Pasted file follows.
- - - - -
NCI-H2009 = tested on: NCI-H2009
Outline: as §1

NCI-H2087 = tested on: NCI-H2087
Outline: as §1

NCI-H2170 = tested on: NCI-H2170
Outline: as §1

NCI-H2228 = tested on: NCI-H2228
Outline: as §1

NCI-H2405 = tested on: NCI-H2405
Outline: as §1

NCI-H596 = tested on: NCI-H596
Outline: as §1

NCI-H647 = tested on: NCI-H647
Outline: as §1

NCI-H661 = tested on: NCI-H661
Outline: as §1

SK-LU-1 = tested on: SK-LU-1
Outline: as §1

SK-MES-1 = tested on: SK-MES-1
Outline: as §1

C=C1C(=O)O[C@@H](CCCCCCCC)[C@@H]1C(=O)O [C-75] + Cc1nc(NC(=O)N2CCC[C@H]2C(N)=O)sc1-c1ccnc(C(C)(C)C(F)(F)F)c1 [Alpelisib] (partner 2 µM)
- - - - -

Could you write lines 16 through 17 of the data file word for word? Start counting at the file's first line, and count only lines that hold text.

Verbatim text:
Outline: as §1

SK-LU-1 = tested on: SK-LU-1